Watercare’s new water treatment plant by the Waikato River will provide up to 50 million litres of water a day, marking a critical milestone in the organisation’s drought response.
The ‘Waikato 50’ plant has been designed and built in under a year. The new plant sits alongside Watercare’s existing plant near Tuakau.
The Waikato A Phase 1 project was developed to provide the first stage of the new Water Treatment Plant, with a floating pump station and pipeline from the Waikato River.
The plant will obtain water from the more resilient and larger catchment river feed, allowing the water storage dams in the Hūnua and Waitakere ranges, time to recover.
AWMA were involved in the Early Contractor Involvement (ECI) process with multiple contributors. As the project developed AWMA was engaged directly through Watercare Services Ltd to design and manufacture intake screens for the new pump station.
Two AWMA Cylinder Screens were supplied for the raw water intakes, compliant with the fish and debris exclusion screen regulatory requirements. They were 1400mm diameter x 2000mm long with internal and external cleaning brushes for automated self-cleaning capability. Custom designed retrieval systems were also supplied for each screen, allowing safe and efficient inspection and/or maintenance should it be required, without the need for divers.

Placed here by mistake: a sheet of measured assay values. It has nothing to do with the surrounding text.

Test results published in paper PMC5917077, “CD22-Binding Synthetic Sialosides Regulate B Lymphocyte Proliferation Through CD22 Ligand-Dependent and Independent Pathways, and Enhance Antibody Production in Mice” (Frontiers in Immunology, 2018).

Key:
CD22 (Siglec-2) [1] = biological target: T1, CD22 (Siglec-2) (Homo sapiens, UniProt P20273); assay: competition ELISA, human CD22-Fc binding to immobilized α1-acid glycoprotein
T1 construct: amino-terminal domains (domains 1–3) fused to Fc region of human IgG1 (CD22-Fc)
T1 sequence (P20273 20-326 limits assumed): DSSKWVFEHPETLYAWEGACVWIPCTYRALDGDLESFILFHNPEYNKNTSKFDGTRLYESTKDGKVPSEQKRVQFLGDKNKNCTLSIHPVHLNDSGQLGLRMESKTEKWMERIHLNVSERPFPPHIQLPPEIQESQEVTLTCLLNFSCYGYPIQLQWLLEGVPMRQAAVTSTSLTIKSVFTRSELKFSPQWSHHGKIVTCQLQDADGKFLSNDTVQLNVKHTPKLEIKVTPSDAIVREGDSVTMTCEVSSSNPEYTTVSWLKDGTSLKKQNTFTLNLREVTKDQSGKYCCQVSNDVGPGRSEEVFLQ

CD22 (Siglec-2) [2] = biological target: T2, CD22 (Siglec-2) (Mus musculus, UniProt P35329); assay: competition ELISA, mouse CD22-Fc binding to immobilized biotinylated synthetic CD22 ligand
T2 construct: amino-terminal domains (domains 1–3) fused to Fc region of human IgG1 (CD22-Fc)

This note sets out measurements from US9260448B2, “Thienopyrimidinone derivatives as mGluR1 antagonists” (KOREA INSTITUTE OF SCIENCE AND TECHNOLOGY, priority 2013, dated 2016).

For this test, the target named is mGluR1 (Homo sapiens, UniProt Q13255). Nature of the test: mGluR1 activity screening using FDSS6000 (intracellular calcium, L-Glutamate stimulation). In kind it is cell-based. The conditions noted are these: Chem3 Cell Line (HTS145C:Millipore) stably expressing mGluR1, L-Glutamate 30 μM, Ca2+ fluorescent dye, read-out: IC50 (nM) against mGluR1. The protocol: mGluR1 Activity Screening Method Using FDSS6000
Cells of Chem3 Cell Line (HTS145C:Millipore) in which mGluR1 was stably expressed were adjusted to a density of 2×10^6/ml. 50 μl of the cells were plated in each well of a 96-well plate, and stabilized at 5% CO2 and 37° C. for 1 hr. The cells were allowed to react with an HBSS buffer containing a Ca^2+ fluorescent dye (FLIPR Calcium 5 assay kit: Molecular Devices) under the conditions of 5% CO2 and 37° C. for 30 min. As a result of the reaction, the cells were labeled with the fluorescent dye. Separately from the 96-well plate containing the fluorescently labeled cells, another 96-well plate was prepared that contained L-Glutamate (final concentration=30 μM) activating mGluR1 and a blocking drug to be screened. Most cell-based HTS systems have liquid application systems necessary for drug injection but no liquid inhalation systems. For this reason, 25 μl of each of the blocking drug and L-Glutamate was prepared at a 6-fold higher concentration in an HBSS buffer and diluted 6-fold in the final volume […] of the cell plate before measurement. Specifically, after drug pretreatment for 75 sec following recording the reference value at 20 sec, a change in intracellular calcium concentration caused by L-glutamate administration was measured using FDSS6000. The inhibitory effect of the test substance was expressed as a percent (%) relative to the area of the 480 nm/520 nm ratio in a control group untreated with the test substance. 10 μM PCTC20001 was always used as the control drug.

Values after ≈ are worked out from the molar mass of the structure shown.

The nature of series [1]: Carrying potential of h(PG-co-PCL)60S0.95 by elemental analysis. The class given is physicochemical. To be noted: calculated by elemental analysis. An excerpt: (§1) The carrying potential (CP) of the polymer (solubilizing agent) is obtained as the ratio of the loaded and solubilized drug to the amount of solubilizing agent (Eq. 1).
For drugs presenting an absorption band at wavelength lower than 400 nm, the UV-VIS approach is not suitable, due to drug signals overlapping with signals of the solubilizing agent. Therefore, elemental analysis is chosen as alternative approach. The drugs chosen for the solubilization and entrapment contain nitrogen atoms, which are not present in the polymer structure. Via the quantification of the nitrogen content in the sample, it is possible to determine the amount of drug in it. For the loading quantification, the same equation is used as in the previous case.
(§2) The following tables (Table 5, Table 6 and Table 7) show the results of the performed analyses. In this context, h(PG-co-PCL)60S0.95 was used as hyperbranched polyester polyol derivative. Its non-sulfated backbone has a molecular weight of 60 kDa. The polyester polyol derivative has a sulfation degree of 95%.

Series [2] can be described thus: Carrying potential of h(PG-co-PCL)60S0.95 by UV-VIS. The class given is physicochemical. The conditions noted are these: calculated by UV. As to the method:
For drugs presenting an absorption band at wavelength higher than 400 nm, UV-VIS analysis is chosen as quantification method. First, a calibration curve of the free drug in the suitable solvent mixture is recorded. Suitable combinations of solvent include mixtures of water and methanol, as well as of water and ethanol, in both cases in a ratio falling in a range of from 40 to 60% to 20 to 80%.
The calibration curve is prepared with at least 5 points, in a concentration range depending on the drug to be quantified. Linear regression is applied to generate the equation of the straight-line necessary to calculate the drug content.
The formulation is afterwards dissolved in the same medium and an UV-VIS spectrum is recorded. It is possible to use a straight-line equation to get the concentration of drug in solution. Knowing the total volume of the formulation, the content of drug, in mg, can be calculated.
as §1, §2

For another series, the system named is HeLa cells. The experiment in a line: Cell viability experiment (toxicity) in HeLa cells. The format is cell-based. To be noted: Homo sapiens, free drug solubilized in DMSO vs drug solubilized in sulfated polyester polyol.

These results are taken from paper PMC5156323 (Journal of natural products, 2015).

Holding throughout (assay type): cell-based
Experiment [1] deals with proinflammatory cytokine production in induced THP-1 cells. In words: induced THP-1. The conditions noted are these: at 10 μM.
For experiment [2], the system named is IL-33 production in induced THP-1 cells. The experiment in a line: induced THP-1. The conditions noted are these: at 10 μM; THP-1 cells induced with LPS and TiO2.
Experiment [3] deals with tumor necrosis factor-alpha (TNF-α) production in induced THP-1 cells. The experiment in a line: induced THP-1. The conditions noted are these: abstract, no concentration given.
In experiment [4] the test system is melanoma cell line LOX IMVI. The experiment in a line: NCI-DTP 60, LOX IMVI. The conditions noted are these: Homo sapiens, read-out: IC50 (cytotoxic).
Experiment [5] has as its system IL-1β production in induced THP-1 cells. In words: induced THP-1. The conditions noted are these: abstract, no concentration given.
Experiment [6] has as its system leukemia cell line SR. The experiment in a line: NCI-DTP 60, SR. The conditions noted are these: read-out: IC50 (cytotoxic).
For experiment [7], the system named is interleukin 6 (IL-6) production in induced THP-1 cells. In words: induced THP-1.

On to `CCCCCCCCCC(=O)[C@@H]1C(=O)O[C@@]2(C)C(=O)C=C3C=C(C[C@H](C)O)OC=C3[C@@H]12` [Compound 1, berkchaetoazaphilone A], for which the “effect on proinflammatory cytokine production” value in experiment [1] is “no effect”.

The Intake Screen Design Process was focused on delivering the required flow rate and meeting the specified fish exclusion criteria, resulting in:
- utilising a 1.5mm wedge wire aperture,
- minimizing velocities with a 0.15m/s through screen (slot) velocity rate
- materials to include grade 304 stainless steel for 50year design life
- maintaining a clean screen surface to accommodate the river weed and debris conditions that were expected.
AWMA’s self-cleaning screen system utilising internal and external brushes, was well received by the project partners who declared them the best available technology for this application.
The existing water treatment plant's intake screens require regular, underwater maintenance, to clean the screens from algae build-up which can be an inconvenient and costly process.
The Waikato River Water Treatment Plant now provides up to 50 percent of the drinking water for the Auckland region.